Steven Long is a Raleigh tax attorney who was first elected to the BOG in 2013 and chairs the BOG governance committee. Long has represented multiple Republican legal interests; he defended Sen. Ralph Hise when he was investigated by the State Board of Elections for campaign finance violations, and Connect NC, a committee supporting Pat McCrory’s reelection campaign. Sen. Chad Barefoot sponsored Long’s election to the BOG in 2013; Long gave $500 to Barefoot that year.
Long is a staunch conservative who began his career as a legislative assistant to Republican Congressman Bill Cobey in 1984. More recently, Long contributed to the 2012 campaign for “Amendment 1,” a ballot initiative to make same-sex marriage unconstitutional in NC, and helped co-found Parents for Educational Freedom, a group that advocates for charters and vouchers. Board Member Darrell Allison is also a co-founder.
As a BOG member, Long is most known as the “driving force” behind the litigation ban on the UNC Center for Civil Rights.
Long made it his mission to investigate the UNC Center for Civil Rights and eventually bar the center from litigating in 2017. Two years prior, the BOG closed three centers: NC Central’s Institution for Civil Engagement and Social Change, ECU’s Center for Biodiversity, and UNC-Chapel Hill’s Center on Poverty Work and Opportunity. Long, a former Civitas board member, has focused on ideological issues since he joined the BOG and as part of his committee work, “grilled” professors and others about ideological diversity and perceived bias against conservatives. Specifically, he said there were “red flags” at the Center for Civil Rights, criticized the center for “failing to investigate the full range of civil rights,” and claimed that the center was “plagued by political activity and political bias” because it did not contain “diverse points of view.” Long used his Christian faith as the reason he could not possibly be against civil rights. Notably, one of Long’s former colleagues defended Brunswick County in an environmental case brought by the Center for Civil Rights that involved a waste dump planned next to an African-American community.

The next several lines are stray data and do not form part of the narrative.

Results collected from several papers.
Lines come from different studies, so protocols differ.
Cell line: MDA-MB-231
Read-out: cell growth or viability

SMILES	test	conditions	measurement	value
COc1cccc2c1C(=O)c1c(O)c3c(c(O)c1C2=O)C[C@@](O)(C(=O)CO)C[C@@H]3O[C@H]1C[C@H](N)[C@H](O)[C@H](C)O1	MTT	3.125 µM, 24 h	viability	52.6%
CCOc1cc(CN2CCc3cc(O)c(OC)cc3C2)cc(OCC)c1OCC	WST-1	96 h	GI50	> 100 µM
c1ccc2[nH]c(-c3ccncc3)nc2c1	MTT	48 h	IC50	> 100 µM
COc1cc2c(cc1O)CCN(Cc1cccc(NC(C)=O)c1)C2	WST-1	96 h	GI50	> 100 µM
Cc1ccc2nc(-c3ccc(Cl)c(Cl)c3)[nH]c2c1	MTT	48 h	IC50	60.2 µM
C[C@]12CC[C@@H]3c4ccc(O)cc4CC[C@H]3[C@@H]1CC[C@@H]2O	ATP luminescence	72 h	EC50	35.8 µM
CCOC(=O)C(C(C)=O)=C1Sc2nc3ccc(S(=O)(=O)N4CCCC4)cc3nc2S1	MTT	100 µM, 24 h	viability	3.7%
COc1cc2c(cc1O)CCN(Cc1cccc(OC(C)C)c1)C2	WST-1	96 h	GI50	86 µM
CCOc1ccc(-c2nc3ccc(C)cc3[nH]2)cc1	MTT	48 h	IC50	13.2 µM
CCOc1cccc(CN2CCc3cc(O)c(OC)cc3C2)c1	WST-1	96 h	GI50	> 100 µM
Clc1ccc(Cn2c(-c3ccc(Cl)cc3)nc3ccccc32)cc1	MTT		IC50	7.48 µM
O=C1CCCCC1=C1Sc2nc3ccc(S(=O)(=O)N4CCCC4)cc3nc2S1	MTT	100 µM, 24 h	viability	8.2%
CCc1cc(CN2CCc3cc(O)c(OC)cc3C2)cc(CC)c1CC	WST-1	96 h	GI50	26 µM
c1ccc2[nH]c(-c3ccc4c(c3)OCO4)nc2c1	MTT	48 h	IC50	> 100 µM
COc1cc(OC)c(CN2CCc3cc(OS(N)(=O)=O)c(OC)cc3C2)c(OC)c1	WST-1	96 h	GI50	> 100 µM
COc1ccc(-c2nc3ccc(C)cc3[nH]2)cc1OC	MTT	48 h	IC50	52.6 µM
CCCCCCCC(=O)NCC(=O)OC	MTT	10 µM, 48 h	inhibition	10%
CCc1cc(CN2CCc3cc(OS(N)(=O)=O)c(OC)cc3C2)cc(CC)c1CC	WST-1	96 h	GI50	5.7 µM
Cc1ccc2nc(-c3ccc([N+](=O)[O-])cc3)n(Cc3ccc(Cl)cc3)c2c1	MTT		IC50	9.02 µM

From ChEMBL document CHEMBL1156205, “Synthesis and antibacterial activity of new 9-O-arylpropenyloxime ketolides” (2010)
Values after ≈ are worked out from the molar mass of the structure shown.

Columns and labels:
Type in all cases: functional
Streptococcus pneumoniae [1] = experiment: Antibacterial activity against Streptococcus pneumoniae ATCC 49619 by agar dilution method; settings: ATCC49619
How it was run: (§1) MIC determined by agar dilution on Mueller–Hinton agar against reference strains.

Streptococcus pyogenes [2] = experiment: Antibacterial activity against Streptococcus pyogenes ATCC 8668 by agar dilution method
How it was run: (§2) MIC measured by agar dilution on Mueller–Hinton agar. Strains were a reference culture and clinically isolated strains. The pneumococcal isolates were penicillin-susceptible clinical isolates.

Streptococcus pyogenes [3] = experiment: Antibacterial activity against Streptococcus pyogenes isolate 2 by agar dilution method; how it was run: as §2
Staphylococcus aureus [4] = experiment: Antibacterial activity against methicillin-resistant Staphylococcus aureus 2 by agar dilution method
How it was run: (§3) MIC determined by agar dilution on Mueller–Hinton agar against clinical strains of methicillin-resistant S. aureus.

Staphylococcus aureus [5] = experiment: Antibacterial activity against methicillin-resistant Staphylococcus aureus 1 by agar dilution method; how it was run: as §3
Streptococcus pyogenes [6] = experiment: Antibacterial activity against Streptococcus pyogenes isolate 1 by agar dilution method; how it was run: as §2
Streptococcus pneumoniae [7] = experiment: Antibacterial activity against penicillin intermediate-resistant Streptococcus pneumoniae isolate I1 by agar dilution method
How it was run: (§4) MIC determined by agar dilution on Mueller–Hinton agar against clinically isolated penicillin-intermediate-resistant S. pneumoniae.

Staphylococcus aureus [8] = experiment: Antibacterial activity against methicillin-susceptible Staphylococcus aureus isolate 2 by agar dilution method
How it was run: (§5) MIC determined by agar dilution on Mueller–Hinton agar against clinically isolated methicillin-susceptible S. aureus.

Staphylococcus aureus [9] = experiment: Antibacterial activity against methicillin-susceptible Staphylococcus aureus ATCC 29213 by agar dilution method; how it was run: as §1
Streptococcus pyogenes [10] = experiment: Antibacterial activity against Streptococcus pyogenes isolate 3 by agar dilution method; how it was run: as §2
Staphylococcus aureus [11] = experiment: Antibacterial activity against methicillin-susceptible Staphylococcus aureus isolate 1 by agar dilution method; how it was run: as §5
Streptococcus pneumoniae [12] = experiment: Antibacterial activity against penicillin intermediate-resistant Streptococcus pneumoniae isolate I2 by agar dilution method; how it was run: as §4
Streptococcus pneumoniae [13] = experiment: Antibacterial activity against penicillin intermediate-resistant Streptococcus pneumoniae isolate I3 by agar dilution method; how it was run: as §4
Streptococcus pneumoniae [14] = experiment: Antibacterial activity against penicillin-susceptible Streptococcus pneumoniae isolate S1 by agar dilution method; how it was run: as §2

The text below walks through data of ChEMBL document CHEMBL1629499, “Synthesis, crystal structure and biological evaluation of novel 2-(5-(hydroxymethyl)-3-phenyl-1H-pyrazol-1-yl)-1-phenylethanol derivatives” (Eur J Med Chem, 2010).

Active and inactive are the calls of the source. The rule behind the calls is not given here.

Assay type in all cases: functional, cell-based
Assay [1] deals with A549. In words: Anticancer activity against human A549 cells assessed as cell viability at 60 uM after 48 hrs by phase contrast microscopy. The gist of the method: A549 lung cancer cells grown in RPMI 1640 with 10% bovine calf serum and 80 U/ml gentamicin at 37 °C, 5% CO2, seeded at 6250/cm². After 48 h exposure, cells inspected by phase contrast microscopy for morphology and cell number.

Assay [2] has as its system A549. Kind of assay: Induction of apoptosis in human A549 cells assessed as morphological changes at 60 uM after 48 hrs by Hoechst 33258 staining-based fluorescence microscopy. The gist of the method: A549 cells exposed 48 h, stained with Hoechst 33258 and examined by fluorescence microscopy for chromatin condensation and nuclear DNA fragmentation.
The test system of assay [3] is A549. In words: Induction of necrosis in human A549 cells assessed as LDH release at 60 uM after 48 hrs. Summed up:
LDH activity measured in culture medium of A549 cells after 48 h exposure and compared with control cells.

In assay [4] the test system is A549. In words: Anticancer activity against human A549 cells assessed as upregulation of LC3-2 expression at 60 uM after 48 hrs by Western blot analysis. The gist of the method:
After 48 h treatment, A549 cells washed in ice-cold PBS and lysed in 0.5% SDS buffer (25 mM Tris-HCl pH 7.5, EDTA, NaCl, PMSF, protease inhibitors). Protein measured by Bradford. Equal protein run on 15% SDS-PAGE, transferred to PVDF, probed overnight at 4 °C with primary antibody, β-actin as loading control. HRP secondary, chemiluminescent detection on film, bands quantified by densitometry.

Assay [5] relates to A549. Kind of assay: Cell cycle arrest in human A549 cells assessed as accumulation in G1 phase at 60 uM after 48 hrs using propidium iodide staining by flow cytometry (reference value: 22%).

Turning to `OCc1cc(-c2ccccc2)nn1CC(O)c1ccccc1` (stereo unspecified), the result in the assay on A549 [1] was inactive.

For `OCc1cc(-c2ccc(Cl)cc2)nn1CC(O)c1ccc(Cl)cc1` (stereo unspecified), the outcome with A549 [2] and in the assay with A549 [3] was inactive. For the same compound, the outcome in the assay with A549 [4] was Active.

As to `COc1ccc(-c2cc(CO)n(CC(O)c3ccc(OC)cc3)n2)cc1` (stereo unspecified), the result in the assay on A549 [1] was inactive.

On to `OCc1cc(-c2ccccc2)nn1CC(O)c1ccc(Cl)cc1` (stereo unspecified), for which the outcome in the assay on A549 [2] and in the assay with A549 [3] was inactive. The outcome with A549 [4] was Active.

Long spearheaded the litigation ban even though he didn’t serve on the BOG’s committee on educational policy. His rationale for supporting the ban was that the organization was not staying on the university’s mission. He worked “relentlessly” to investigate the center by calling other law schools around the country and interviewing people about the center’s work. As the debate escalated, Long got into a “heated email exchange” with center leader and vocal critic of the Republican-controlled General Assembly Gene Nichol; Long even accused the professor of slander. In 2013 Civitas requested Gene Nichol’s emails become public.
Long also eyed cutting UNC health fees because he objected to the fees being used to pay for programming that promoted “diversity or social advocacy.” They funded educational skits about sexual education, racism, homophobia, and sexual assault.
Lately, Long has openly clashed with Board Chair Harry Smith, who Long previously worked with on a turnaround plan for Elizabeth City State University. Long, however, blames Smith for the resignation of Margaret Spellings and the ouster of ECU Chancellor Cecil Staton. Specifically, Long alleged in a written letter that Staton was “pushed out” by Smith over political disputes rather than an issue with the chancellor’s performance. He accused Smith of having an “irrational personal vendetta” and claimed that Smith sought to have Staton removed because Staton and ECU trustees rejected Smith’s 2016 proposal to buy an apartment complex near ECU. Long then claimed Smith became “obsessed” with removing the chancellor, deemed Smith’s action “persistent and extreme,” and said it consisted of “daily threats and attacks.”
“Harry Smith has done damage to the University of North Carolina system and particularly to East Carolina University. Until he is gone, Harry Smith will continue to do damage to our state’s greatest asset.”
from Comments Regarding the Departure of ECU Chancellor Cecil Staton, authored by Steve Long on March 18, 2019.
A few months prior Long also blamed Smith, who Long added “does not have a full-time job,” for Spelling’s resignation. Long said that Smith was bombarding Margaret Spellings with calls, texts, or emails multiple times a day. Long noted, “I do believe that the leadership of our board has gotten too involved in the management of the university in certain cases and that’s why Margaret Spellings is leaving. And that’s a tremendous loss. I feel like we’ve lost a great leader, and if she had been given greater authority, full authority to run the university, she would stay. She did love this job. She told me.”